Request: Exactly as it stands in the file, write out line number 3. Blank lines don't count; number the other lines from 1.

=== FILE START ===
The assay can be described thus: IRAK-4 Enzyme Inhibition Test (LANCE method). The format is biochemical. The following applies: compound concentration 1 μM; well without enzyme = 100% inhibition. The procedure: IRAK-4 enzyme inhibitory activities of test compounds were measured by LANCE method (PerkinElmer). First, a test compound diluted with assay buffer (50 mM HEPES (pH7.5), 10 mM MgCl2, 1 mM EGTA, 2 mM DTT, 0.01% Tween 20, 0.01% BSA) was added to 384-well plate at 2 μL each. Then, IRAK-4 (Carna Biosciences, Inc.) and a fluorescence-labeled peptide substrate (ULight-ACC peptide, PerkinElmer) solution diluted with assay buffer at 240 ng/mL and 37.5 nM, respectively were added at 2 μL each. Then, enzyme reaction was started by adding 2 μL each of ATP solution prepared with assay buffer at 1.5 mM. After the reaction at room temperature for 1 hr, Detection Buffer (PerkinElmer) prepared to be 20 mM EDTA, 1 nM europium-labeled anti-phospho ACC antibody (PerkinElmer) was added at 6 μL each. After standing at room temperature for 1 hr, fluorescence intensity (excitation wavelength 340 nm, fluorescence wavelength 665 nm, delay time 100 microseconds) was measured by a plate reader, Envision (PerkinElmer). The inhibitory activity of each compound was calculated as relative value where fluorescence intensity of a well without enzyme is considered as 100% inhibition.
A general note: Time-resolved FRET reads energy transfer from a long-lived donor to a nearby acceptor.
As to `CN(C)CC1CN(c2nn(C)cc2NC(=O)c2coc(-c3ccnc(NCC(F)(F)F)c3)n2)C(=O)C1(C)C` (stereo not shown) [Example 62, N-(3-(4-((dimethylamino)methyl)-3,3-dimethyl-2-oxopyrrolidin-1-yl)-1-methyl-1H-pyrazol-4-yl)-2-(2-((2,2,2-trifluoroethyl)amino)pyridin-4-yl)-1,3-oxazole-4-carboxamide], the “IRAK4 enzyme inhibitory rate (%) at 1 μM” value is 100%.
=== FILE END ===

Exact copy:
As to `CN(C)CC1CN(c2nn(C)cc2NC(=O)c2coc(-c3ccnc(NCC(F)(F)F)c3)n2)C(=O)C1(C)C` (stereo not shown) [Example 62, N-(3-(4-((dimethylamino)methyl)-3,3-dimethyl-2-oxopyrrolidin-1-yl)-1-methyl-1H-pyrazol-4-yl)-2-(2-((2,2,2-trifluoroethyl)amino)pyridin-4-yl)-1,3-oxazole-4-carboxamide], the “IRAK4 enzyme inhibitory rate (%) at 1 μM” value is 100%.